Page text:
GRANTS PASS, Ore. – This Tuesday, Josephine County voters will take their stance on the proposed public safety tax levy. Among the more unlikely services in that levy is animal control.
Now the Josephine County Animal Shelter is making their case for funding, and turning to donors to help them stay on their feet.
Officials with the animal shelter say there’s quite a bit of hand-wringing over the upcoming levy vote.
“It’s, you know, quite a bit of a concern because we’re already stressed and stretching our resources to the limit with what we do have,” said shelter manager Brad Booker.
Volunteers perform most shelter’s services, like pet adoption and licensing. But animal control is an exception. Depending on how voters lean, county funds could dry up for things like taking in abandoned pets, or handling nuisance or aggressive animals.
“The more funding that we have, the more likelihood that we’re able to control those situations and respond to all the calls in a timely manner,” said Booker.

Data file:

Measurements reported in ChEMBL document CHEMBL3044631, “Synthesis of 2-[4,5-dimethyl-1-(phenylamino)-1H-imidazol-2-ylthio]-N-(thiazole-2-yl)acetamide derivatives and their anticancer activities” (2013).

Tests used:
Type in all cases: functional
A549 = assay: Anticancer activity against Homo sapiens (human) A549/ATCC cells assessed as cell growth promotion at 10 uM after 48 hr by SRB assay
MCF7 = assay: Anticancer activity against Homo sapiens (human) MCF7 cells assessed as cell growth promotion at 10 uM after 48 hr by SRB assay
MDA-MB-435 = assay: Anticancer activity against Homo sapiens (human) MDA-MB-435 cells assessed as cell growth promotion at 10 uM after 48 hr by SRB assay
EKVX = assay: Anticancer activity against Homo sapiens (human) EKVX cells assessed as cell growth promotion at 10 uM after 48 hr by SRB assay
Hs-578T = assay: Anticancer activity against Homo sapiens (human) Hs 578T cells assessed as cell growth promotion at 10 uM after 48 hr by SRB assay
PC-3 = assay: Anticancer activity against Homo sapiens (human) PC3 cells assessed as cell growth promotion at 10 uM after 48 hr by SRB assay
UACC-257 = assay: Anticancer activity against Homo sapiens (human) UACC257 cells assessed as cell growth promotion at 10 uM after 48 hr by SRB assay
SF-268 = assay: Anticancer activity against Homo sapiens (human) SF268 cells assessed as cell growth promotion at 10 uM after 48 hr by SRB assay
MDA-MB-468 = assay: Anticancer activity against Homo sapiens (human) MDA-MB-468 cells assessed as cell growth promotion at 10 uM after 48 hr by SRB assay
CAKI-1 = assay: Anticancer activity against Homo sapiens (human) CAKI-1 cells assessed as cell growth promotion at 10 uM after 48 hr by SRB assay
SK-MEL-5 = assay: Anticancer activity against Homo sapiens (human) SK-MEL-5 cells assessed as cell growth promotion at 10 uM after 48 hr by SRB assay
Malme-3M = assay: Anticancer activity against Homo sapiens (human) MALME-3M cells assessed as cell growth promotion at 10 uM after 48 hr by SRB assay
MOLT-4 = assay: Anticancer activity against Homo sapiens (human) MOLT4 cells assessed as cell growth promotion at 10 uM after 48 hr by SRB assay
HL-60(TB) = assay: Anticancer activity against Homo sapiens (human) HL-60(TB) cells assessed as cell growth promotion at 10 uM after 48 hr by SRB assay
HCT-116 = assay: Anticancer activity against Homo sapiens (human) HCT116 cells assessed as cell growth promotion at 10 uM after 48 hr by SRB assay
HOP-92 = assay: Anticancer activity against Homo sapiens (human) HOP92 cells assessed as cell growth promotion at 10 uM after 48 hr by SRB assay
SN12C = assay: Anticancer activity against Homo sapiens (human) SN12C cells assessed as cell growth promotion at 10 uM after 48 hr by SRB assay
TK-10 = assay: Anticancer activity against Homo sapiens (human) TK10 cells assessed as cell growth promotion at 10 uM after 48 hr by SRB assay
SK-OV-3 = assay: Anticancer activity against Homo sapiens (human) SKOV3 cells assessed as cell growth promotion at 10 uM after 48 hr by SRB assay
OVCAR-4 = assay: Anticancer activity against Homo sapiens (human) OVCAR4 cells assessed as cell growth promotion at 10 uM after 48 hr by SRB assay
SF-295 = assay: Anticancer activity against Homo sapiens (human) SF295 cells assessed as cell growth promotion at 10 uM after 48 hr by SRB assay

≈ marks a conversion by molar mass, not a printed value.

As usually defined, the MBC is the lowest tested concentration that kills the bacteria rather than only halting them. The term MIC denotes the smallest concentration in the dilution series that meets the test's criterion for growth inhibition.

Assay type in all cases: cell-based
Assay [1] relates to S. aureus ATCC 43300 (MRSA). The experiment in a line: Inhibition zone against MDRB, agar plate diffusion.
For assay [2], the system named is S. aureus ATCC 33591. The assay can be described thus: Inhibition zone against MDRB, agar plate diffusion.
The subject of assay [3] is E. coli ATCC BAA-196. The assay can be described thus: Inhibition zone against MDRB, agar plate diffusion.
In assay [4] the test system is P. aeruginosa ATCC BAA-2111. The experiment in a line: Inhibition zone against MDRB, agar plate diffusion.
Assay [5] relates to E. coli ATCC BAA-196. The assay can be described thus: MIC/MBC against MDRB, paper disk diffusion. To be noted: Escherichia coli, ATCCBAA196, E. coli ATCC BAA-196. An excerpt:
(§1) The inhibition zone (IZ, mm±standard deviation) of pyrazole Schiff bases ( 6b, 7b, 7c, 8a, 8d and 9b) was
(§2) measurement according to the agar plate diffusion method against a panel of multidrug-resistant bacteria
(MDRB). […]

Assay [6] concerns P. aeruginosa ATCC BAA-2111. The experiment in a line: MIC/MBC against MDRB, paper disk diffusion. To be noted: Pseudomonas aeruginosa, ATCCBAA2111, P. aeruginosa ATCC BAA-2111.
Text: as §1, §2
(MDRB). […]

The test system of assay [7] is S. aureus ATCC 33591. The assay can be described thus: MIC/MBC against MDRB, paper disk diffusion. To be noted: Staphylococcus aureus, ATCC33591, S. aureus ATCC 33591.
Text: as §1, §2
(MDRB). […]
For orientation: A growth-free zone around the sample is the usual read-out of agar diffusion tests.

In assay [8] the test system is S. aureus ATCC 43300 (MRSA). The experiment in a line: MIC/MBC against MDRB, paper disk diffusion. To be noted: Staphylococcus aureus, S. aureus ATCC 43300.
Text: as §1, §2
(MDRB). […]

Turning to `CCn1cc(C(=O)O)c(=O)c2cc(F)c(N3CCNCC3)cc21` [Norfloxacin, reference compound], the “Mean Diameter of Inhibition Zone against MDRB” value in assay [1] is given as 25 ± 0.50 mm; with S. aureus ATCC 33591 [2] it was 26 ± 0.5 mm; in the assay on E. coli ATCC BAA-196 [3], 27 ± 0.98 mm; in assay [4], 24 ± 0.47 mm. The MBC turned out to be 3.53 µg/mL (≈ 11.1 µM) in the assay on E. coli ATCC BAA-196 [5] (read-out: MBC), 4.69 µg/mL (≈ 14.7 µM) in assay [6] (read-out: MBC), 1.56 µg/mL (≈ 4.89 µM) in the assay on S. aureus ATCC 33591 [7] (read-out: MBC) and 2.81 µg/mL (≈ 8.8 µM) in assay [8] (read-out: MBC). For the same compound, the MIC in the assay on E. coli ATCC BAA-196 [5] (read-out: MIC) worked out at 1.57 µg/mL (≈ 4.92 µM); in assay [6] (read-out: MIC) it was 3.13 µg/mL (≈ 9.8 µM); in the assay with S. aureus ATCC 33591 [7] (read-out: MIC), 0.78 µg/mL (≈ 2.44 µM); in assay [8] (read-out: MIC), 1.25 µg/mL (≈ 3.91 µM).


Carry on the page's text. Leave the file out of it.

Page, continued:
Events like the Grants Pass Saturday pet fair give the shelter the chance to make up some of the difference by getting in front of potential donors and volunteers.
“Just general public support is really needed,” said volunteer coordinator Lynn Meagher. “Hands-on volunteers are desperately needed.”
They say those volunteers can’t help with animal control, but if funding dries up they’ll need help wherever they can get it.
“If we lose funding, we lose funding for things like vet bills… basic toys!” said Meagher.
Their message to volunteers: spend time socializing with an animal. The more social it is, the more likely it will be adopted, and as more pets find families, more money gets saved.
“The less dogs and cats we have out there, the less care that’s needed, the less money that’s needed to provide that care,” said Booker.
Josephine County voters cast their ballots on the public safety levy this Tuesday. That levy would amount to a $1.48 per thousand dollars of assessed property value for the next three years.